Paul Lofties, CEG Worldwide
Co-host, The Preeminent Financial Advisor podcast

Cathy McBreen, CEG Insights
Co-host, The Preeminent Financial Advisor podcast

Key Takeaways:
Inflation, politics and market volatility have many investors on edge these days.
Educate your clients about the issues that worry them—and help them see how they may not be as problematic as they assume.
Even your wealthiest clients need guidance and leadership when it comes to their concerns about how events might impact their future.

Advisors who help their clients navigate through today’s financial stormy weather will be well positioned for tremendous success. The reason: Your clients—even the extremely affluent ones—are concerned about a number of issues going on in the world today and how those issues might negatively impact their sense of financial security.

That means you’ve got to make sure you’re clear on what your clients are worried about—and then take steps to discuss and address those fears so that your clients feel that they’re supported and in the hands of a real leader.

Here’s how to make that happen.

Face The Facts
CEG Insights recently asked advisors’ clients with at least $1 million in investable assets what they were worried about in today’s environment.

• The #1 response, by far, was inflation—cited as a top concern by 64.2% of affluent clients.

• More than one-third of clients called the current political environment a major concern.

• Approximately 21% added stock market performance and tax concerns to their list of worries.

When asked what actions they’ve taken as a result of high inflation recently, here’s what they said:

• 41% are spending more time looking for bargains and discounts.

• 33.8% are buying less, or buying cheaper brands, than in the past.

• 29.1% are delaying the purchase of high-cost items.

Finally, these clients weighed in on their biggest financial-specific concerns these days:

•  Market volatility is a major concern for three-quarters of clients (74.7%).

•  A significant majority—63.1% worry about growing their wealth and getting solid investment returns.

•  More than half—53.5%—fear that a market downturn could prevent them from reaching their goals.

Ask yourself: Do I really know whether my clients share these concerns, or if they’ve taken some of these same steps in their own lives? It’s time to get clear on just how up-to-speed you are about the issues that may be causing your clients to worry about their financial picture.

Insights Into Action
Clearly, there’s a very strong probability that your clients have these and similar issues on their minds. By addressing them with clients and helping them gain much-needed clarity, you will position yourself as a trusted advisor looking out for their best interests. In return, they’ll be more likely to reward you with loyalty, additional assets and introductions to new prospects.

Some smart action steps to take right now include:

1. Educate clients on unfamiliar topics that worry them. Many clients—especially millennials and even Gen-Xers—have either never experienced a period of prolonged high inflation, or it’s been a very long time. People fear what they don’t understand, so be a leader and help them get a handle on how inflation tends to ebb and flow over time. Same goes for market volatility. You’re uniquely qualified to help separate the facts from the noise for your clients.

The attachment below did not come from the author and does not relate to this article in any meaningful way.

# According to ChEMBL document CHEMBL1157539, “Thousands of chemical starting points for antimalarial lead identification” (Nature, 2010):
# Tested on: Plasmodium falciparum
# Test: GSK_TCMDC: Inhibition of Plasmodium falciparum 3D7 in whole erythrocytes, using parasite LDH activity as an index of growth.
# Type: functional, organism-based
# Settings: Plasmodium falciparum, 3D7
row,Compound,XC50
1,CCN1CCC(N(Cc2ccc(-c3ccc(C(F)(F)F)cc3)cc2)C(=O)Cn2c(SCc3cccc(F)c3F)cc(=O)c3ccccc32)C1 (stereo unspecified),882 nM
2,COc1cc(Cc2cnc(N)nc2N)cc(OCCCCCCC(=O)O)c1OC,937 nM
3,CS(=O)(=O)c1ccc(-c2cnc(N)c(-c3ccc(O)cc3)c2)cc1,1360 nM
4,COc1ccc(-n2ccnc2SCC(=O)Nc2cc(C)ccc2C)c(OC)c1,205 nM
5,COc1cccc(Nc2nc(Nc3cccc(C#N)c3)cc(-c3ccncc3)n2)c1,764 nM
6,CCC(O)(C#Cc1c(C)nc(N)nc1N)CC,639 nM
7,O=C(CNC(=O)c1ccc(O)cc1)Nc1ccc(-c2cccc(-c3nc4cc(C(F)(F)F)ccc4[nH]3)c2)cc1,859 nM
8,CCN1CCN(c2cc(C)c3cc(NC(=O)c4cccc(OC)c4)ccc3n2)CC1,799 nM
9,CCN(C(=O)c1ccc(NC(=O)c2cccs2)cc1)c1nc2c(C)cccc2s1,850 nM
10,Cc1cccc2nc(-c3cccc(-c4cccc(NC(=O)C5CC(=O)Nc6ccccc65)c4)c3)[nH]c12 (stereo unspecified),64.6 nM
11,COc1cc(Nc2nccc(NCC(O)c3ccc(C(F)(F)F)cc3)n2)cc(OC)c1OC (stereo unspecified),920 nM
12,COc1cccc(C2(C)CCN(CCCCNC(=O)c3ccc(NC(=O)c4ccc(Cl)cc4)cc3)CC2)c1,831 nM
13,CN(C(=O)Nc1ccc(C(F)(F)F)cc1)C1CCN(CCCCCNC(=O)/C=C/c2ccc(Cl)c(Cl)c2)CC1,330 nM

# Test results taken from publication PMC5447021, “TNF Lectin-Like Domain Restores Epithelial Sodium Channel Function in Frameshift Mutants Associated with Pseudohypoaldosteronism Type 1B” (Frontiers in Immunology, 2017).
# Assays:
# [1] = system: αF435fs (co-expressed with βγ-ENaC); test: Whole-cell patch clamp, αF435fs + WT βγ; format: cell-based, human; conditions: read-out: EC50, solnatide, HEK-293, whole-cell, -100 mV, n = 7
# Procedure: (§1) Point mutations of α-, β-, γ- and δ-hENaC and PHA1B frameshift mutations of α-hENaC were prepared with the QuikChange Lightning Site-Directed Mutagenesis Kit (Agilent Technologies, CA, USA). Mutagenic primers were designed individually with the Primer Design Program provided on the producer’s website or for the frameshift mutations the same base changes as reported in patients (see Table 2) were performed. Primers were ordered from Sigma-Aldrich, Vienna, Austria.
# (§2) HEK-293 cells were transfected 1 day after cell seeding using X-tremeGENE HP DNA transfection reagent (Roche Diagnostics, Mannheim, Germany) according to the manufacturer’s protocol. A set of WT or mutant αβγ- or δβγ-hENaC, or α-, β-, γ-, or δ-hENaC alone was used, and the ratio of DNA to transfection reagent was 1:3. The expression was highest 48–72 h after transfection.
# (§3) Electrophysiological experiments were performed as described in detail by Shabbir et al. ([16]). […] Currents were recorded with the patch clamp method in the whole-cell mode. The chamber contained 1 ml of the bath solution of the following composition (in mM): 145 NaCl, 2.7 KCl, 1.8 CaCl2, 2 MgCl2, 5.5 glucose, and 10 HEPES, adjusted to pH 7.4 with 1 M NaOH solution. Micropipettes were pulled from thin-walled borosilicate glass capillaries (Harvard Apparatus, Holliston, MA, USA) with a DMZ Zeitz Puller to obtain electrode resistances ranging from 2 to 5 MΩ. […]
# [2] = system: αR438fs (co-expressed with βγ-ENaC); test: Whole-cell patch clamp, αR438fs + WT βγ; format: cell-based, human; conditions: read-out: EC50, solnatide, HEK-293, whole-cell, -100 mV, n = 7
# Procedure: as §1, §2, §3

2. Discuss concerns in relation to clients’ situations and goals. The inflation we’ve experienced recently can seem scary, and cause clients to wonder if the current environment poses a risk to their financial well-being. Here again, you are perfectly positioned to not only explain concepts like inflation, volatility and market risk but also to contextualize those concepts so clients understand what they mean—and, importantly, don’t mean—when it comes to their wealth and their progress toward key goals.

3. Don’t assume your wealthiest clients are feeling fine. The research above includes clients with upwards of $25 million in investable assets. While it may be easy to assume that people with that amount of wealth aren’t bothered by high inflation or volatile returns, it’s a mistake to do so. Many extremely affluent individuals and families got that way because they’re careful and cautious with money. High inflation and political uncertainty can, and does, affect these clients’ sense of security—and their behaviors. So reach out to them about these topics and see how they’re feeling so you can provide leadership to them, too.

Ultimately, it’s best to assume that your clients share many of the concerns noted above—even if they don’t seem worried, and even if they have more money than they can possibly spend. Get out in front of these fears by addressing them with clients—directly and with your expert insights into how to navigate them calmly and intelligently.

Listen to the full episode here.

Catherine McBreen and Paul Lofties are leading innovators in wealth management research.